It’s foxes rather than badgers that are best known for their cunning. The Environment Secretary may feel the dictionary of English idioms needs to be updated, however, after Owen Paterson said the sneaky black and white creatures had “moved the goalposts” and undermined a pilot cull of the animals.
While the phrase is common in political parlance when searching for excuses or scapegoats, using it to accuse a furry opponent of causing problems for a key Government policy appears to be a first.
Mr Paterson made the comment after he declared the six-week cull in Somerset a success – despite marksmen killing only 850, or 40 per cent, of the 2,100 badgers originally targeted and asking for a three-week extension to complete the job.
His attempts to describe the results as an achievement led to an interviewer suggesting that he had “moving the goalposts on all fronts”.
“No, that’s not right at all, the badgers have moved the goalposts,” Mr Paterson told the BBC in reply. “You’re dealing with wild animals. It is a wild animal subject to the vagaries of the weather, disease and breeding patterns.”
If Mr Paterson’s claims are correct, however, the badgers’ victory over Whitehall would be a pyrrhic one. The Department for the Environment, Food and Rural Affairs argues that the reason why fewer of the animals have been shot than expected is because so many of them have already died – due to a combination of bovine tuberculosis and the cold winter weather reducing the availability of food, significantly curbing the badger population over the past year,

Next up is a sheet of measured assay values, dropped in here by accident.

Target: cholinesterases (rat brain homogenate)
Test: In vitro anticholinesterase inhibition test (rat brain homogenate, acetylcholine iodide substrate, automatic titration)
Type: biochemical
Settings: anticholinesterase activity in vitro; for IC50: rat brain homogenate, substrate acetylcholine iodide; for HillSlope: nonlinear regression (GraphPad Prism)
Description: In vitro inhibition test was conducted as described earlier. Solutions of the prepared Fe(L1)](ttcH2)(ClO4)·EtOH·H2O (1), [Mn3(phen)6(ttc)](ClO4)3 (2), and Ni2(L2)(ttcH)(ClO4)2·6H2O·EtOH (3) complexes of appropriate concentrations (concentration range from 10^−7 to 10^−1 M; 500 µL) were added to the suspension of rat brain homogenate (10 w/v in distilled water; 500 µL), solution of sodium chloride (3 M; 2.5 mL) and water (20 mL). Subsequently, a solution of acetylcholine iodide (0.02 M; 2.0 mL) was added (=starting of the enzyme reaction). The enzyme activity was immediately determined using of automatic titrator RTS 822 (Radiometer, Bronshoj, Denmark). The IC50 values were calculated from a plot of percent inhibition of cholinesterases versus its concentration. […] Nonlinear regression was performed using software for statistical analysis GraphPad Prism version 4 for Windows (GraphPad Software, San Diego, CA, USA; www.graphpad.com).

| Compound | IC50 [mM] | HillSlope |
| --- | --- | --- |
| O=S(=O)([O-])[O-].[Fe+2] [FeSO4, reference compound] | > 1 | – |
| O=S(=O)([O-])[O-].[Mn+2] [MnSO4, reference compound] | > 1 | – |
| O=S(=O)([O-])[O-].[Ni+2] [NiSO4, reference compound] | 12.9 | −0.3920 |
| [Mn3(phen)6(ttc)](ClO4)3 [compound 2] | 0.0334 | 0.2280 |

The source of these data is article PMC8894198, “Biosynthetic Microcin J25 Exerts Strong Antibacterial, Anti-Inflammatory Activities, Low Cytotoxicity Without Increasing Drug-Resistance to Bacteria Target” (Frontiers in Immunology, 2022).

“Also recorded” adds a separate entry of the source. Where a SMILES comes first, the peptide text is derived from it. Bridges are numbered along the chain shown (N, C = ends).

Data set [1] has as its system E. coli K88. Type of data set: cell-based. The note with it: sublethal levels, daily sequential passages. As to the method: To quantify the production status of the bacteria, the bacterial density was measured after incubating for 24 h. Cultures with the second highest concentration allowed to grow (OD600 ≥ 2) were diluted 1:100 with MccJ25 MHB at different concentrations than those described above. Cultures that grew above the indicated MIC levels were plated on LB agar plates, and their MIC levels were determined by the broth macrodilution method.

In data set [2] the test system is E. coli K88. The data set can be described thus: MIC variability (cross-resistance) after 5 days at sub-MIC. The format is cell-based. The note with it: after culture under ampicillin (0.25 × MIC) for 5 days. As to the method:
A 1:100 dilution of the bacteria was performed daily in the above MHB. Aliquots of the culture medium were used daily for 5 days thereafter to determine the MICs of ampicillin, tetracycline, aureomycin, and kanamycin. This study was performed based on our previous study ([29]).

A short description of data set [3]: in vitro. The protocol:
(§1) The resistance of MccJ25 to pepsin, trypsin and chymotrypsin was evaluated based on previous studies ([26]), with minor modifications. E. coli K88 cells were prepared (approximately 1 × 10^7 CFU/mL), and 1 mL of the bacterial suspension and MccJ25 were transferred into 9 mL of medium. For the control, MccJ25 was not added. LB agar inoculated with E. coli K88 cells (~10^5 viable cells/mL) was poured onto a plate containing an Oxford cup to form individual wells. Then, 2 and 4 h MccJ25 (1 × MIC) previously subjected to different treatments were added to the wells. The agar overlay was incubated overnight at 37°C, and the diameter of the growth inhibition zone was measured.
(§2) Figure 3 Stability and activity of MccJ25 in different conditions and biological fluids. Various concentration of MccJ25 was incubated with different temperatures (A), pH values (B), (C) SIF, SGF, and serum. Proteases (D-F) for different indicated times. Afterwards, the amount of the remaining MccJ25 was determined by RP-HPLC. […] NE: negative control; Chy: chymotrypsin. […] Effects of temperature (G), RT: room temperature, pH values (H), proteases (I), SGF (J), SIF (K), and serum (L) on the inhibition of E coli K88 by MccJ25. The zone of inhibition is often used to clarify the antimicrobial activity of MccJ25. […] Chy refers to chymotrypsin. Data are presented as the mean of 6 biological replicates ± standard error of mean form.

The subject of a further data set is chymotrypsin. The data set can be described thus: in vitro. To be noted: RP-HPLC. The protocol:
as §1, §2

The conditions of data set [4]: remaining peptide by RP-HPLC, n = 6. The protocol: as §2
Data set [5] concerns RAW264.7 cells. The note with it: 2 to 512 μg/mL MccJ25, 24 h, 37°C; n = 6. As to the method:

Mr Paterson said that because the badger population was so much smaller than previously thought, the cull had actually succeeded in killing 59 per cent of the animals in the zone.
However, Professor Sir Patrick Bateson, president of the Zoological Society of London, said: “The government really is moving the goalposts... It is absolutely a mess and it’s interesting that Defra is changing the rules.”
This would not be the first time that badgers have wreaked havoc for Mr Paterson’s plans – and some wags might suggest they have been more successful than his political or envionrmental opponents. His claim that the badger population was much smaller than previously thought comes just a year after he postponed the badger cull by around nine months to this summer after finding badger numbers were higher than expected.
He said at the time that it would be wrong to embark upon a badger cull at that point because the bigger-than-expected population would make it difficult to hit the 70 per cent target before the start of the winter.
Although the delayed cull fell short of that aim nevertheless, Mr Paterson seemed quite pleased, pointing out that the government’s chief veterinary officer, Nigel Gibbens, “has advised that the 60 per cent reduction this year will deliver clear disease benefits as part of a 4-year cull”.
Still, hitting the original target would be even better, Mr Paterson mused. “The advice of the CVO [chief veterinary officer] is that further increasing the number of badgers culled would improve those benefits even further and enable them to accrue earlier,” he said.
Given his knowledge of the fluctuations in badger populations, some experts expressed surprise that Mr Paterson proceeded with the badger cull on 1 September. This was before he knew the results of the latest population estimate, which were only finalised last week, just days before the cull was due to end.
A Defra spokesman said the independent panel of experts convened to advise the government on the cull had recommended that they take the latest badger census as close to the start of the cull as possible to ensure the most up-to-date figures.
The Defra spokesman added that it would not have been possible to wipe out the entire local badger population by a mistake because the cull was carried out on only 70 per cent of the culling zone.